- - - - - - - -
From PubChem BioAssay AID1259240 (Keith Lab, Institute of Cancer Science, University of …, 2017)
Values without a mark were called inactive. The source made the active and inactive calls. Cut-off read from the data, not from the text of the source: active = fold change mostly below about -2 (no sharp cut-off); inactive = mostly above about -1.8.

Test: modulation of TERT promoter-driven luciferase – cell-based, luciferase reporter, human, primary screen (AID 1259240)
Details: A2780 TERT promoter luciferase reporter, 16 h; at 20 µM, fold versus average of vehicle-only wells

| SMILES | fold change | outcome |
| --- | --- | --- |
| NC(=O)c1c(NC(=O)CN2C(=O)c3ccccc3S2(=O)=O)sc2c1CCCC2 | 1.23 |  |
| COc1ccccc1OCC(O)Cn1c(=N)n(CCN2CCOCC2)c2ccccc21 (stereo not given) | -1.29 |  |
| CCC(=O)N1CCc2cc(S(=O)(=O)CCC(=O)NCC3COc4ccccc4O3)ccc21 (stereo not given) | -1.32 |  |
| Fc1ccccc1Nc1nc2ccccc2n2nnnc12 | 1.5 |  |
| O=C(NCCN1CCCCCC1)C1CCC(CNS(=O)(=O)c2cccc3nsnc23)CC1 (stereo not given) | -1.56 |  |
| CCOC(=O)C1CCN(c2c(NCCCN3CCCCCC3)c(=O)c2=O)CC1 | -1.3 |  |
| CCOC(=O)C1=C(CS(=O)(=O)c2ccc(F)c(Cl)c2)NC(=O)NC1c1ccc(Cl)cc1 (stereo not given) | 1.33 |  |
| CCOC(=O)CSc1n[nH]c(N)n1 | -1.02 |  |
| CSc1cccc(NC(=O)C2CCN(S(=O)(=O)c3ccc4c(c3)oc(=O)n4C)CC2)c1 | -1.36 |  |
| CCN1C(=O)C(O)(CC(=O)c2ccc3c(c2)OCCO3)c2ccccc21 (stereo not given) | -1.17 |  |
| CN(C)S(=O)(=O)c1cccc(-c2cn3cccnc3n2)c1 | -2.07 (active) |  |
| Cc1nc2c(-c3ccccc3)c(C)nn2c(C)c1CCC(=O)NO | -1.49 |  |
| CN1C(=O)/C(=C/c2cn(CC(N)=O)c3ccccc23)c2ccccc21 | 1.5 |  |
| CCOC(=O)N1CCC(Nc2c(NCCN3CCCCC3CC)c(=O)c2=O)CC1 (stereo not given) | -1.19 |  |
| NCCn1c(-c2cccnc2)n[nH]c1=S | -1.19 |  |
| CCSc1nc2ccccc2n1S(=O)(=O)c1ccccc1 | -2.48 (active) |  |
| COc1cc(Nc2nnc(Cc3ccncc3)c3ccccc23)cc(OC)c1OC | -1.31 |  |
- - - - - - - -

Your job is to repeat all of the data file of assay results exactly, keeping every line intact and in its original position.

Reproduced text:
From PubChem BioAssay AID1259240 (Keith Lab, Institute of Cancer Science, University of …, 2017)
Values without a mark were called inactive. The source made the active and inactive calls. Cut-off read from the data, not from the text of the source: active = fold change mostly below about -2 (no sharp cut-off); inactive = mostly above about -1.8.

Test: modulation of TERT promoter-driven luciferase – cell-based, luciferase reporter, human, primary screen (AID 1259240)
Details: A2780 TERT promoter luciferase reporter, 16 h; at 20 µM, fold versus average of vehicle-only wells

| SMILES | fold change | outcome |
| --- | --- | --- |
| NC(=O)c1c(NC(=O)CN2C(=O)c3ccccc3S2(=O)=O)sc2c1CCCC2 | 1.23 |  |
| COc1ccccc1OCC(O)Cn1c(=N)n(CCN2CCOCC2)c2ccccc21 (stereo not given) | -1.29 |  |
| CCC(=O)N1CCc2cc(S(=O)(=O)CCC(=O)NCC3COc4ccccc4O3)ccc21 (stereo not given) | -1.32 |  |
| Fc1ccccc1Nc1nc2ccccc2n2nnnc12 | 1.5 |  |
| O=C(NCCN1CCCCCC1)C1CCC(CNS(=O)(=O)c2cccc3nsnc23)CC1 (stereo not given) | -1.56 |  |
| CCOC(=O)C1CCN(c2c(NCCCN3CCCCCC3)c(=O)c2=O)CC1 | -1.3 |  |
| CCOC(=O)C1=C(CS(=O)(=O)c2ccc(F)c(Cl)c2)NC(=O)NC1c1ccc(Cl)cc1 (stereo not given) | 1.33 |  |
| CCOC(=O)CSc1n[nH]c(N)n1 | -1.02 |  |
| CSc1cccc(NC(=O)C2CCN(S(=O)(=O)c3ccc4c(c3)oc(=O)n4C)CC2)c1 | -1.36 |  |
| CCN1C(=O)C(O)(CC(=O)c2ccc3c(c2)OCCO3)c2ccccc21 (stereo not given) | -1.17 |  |
| CN(C)S(=O)(=O)c1cccc(-c2cn3cccnc3n2)c1 | -2.07 (active) |  |
| Cc1nc2c(-c3ccccc3)c(C)nn2c(C)c1CCC(=O)NO | -1.49 |  |
| CN1C(=O)/C(=C/c2cn(CC(N)=O)c3ccccc23)c2ccccc21 | 1.5 |  |
| CCOC(=O)N1CCC(Nc2c(NCCN3CCCCC3CC)c(=O)c2=O)CC1 (stereo not given) | -1.19 |  |
| NCCn1c(-c2cccnc2)n[nH]c1=S | -1.19 |  |
| CCSc1nc2ccccc2n1S(=O)(=O)c1ccccc1 | -2.48 (active) |  |
| COc1cc(Nc2nnc(Cc3ccncc3)c3ccccc23)cc(OC)c1OC | -1.31 |  |